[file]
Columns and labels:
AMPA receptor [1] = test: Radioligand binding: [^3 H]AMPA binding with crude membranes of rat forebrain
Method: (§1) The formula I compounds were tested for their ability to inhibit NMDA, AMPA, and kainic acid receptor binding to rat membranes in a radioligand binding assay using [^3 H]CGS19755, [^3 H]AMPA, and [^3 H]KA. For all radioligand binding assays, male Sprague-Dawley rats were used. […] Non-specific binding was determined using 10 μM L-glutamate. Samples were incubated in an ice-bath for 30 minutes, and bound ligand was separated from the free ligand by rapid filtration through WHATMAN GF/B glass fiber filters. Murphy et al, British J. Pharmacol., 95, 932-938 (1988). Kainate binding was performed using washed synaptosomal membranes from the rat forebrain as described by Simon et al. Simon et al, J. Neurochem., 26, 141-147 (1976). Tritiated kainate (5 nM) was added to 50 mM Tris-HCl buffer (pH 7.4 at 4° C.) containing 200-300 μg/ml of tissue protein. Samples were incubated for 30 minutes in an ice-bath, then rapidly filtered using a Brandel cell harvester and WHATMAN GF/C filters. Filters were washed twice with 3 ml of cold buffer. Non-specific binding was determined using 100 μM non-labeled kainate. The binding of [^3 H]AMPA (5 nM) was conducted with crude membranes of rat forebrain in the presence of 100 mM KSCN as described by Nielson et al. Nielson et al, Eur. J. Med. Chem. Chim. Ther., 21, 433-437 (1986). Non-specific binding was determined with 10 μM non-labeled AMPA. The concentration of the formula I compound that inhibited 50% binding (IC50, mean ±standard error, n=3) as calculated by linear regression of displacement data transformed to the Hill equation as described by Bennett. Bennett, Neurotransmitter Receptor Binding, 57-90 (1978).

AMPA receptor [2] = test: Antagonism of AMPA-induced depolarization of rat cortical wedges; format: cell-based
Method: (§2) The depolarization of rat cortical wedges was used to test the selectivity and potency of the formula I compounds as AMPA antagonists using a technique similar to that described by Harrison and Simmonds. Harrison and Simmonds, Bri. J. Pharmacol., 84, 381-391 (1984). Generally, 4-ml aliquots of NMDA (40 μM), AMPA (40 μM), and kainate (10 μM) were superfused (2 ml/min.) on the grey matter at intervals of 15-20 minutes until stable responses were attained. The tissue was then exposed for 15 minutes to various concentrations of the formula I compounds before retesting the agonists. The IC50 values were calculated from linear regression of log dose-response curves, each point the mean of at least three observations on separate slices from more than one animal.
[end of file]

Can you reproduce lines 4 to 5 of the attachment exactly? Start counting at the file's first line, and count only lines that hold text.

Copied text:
AMPA receptor [2] = test: Antagonism of AMPA-induced depolarization of rat cortical wedges; format: cell-based
Method: (§2) The depolarization of rat cortical wedges was used to test the selectivity and potency of the formula I compounds as AMPA antagonists using a technique similar to that described by Harrison and Simmonds. Harrison and Simmonds, Bri. J. Pharmacol., 84, 381-391 (1984). Generally, 4-ml aliquots of NMDA (40 μM), AMPA (40 μM), and kainate (10 μM) were superfused (2 ml/min.) on the grey matter at intervals of 15-20 minutes until stable responses were attained. The tissue was then exposed for 15 minutes to various concentrations of the formula I compounds before retesting the agonists. The IC50 values were calculated from linear regression of log dose-response curves, each point the mean of at least three observations on separate slices from more than one animal.